Under deep cerulean skies! We finished walking the estuary of the Snowy. What a delicious day it was - sun and sand, lapping water and ocean breezes albeit strengthening as the hours wore on. It was low tide so the vista was totally different to the first half of our walk four days earlier.
Mud map of the estuary walk
On these two walks we’ve passed through banksia woodlands, salt marsh and critically-endangered littoral rainforest. It’s a precious and fragile environment as is the snowy itself. Since the 1990s the flow and health of the river has been the subject of an intense environmental and political debate. Such a mighty river - we need to protect it.
What goes down! But we had to get down off the escarpment.
Across French’s Narrows
Tall sand dunes protected the backwater of the estuary from the wild Ninety Mile beach. They are vegetated with saltbush, spinifex and pig face.
Ninety Mile beach on the left and the estuary on the right.
This Banksia man opened one eye as I passed to check out the intruder.
Part of the walk is boardwalk, other parts are mattingover sand and the rest was bush or beach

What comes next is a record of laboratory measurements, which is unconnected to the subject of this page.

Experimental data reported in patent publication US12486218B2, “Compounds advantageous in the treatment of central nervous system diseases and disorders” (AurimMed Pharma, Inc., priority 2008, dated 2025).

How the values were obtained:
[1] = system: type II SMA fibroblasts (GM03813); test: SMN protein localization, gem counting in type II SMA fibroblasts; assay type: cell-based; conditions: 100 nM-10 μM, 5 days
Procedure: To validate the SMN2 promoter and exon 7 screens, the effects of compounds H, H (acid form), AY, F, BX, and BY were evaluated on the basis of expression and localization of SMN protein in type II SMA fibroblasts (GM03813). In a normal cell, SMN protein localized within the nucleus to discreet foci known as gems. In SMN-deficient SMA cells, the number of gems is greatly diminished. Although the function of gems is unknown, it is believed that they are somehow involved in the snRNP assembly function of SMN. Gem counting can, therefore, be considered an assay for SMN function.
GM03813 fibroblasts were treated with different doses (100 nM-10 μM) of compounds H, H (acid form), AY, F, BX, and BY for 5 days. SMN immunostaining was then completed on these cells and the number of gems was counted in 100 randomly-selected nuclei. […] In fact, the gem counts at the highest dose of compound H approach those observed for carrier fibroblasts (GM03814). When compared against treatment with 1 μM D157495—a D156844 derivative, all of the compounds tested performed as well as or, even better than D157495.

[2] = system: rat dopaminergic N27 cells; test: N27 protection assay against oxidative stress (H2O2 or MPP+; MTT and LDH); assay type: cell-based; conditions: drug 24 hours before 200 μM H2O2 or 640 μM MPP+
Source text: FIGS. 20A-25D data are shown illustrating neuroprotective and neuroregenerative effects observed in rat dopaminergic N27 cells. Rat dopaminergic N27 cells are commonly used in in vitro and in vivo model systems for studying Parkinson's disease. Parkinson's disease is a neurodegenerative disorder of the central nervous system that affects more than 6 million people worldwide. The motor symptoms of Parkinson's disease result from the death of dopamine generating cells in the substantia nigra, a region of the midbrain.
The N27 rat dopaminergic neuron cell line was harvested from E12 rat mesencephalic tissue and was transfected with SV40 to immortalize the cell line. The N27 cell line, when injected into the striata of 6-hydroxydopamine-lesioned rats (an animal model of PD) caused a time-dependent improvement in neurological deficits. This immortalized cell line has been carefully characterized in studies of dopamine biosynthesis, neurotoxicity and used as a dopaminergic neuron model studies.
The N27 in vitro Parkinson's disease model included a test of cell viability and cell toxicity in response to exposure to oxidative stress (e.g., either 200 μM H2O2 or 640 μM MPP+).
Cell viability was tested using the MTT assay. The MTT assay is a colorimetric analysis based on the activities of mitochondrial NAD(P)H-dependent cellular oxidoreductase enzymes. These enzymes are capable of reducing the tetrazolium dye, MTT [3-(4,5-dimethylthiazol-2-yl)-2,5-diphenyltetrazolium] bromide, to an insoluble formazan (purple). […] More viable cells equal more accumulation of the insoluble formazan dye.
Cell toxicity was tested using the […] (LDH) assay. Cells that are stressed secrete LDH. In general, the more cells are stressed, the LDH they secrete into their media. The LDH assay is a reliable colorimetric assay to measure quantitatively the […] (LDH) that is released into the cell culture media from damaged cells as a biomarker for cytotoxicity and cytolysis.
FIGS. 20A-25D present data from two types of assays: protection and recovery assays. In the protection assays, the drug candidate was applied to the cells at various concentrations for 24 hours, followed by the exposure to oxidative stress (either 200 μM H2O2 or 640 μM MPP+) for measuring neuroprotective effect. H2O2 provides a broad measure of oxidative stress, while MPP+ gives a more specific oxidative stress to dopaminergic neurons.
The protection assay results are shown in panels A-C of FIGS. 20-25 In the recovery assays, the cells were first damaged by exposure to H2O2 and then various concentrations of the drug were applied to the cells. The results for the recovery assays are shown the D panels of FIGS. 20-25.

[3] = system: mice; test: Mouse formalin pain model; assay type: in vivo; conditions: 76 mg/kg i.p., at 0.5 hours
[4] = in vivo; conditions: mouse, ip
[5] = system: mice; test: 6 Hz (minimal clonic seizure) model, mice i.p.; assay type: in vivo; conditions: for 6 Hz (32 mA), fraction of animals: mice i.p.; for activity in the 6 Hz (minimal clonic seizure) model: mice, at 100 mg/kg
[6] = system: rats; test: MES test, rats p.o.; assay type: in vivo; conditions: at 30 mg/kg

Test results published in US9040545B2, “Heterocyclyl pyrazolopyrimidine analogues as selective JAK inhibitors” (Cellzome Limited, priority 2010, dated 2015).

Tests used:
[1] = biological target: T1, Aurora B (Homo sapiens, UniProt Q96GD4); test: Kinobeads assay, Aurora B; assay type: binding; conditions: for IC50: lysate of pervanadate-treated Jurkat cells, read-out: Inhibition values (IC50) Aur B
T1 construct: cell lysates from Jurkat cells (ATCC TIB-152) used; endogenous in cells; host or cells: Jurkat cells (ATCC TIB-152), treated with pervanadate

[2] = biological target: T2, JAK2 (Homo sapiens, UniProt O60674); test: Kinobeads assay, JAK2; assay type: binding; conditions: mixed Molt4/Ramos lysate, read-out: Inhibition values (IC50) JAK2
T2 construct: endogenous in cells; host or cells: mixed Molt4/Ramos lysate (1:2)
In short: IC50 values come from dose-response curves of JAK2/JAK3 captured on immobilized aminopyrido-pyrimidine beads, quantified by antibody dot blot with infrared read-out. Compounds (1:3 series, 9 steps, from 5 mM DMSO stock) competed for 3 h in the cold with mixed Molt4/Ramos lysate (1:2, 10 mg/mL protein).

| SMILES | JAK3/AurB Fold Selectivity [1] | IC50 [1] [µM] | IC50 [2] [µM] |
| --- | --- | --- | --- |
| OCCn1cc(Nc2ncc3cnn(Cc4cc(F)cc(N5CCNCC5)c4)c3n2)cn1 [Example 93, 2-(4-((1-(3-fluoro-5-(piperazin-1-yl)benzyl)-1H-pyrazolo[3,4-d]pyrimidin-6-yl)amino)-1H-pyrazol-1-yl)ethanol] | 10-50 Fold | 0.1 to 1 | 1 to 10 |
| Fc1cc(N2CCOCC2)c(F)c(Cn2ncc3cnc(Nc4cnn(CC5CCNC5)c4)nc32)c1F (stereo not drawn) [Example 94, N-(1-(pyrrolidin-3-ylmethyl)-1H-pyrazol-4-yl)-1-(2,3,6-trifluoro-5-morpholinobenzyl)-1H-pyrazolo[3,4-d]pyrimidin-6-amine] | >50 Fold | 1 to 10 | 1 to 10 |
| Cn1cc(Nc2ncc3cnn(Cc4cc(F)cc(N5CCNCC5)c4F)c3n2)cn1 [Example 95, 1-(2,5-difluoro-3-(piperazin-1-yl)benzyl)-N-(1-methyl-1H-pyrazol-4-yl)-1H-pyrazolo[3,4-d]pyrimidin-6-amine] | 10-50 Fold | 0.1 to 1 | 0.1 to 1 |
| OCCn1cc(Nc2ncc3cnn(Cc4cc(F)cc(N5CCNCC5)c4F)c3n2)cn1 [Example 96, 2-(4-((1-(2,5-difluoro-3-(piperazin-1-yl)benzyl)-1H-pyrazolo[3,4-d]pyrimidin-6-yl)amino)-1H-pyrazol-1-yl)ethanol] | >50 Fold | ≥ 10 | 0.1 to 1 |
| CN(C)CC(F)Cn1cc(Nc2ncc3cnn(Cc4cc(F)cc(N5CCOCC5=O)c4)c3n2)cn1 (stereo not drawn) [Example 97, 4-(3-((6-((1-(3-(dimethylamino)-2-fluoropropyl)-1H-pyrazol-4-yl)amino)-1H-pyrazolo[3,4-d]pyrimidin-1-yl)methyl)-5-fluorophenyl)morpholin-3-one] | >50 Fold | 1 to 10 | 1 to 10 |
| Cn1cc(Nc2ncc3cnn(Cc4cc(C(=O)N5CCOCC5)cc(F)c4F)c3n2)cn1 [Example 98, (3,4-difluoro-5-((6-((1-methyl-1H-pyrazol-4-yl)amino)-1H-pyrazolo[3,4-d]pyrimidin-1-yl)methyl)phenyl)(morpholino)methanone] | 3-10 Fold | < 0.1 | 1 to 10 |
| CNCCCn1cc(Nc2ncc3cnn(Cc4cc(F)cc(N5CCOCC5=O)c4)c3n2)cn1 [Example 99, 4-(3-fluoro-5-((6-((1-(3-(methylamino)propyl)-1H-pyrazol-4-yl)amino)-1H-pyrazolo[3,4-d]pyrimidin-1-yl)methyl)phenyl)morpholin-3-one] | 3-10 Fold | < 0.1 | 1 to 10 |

Lots of pretty creatures accompanied us on our walk
Myoporum acuminatum, commonly known by a number of names including mangrove boobialla. It’s one of the figwort family and is endemic to eastern Australia.
A heath plant of some species I think
We squelched along the sand to capture as much breeze as possible. Glorious days but getting hotter.
This opposite the mouth of the Snowy was our turning point on both walks - last time the water was lapping at this tree.
I spotted this poking out of the samphire. It looked very bamboo-like. I imagine at this tender age it would be edible.
An Oyster Catcher looking for tasty morsels where last time this was all under water.
A cute beach cubby
Pretty native geranium
We saw lots of flowers mostly small as they have to withstand strong salt winds. Native geraniums, wee pale-green bells of the appleberry, coast beard-heath. And this is dainty pinks of sea rocket.
We saw a few bright pink trigger plants along the track on our way back to the car (we return via the track rather than on the sand as we were a little weary.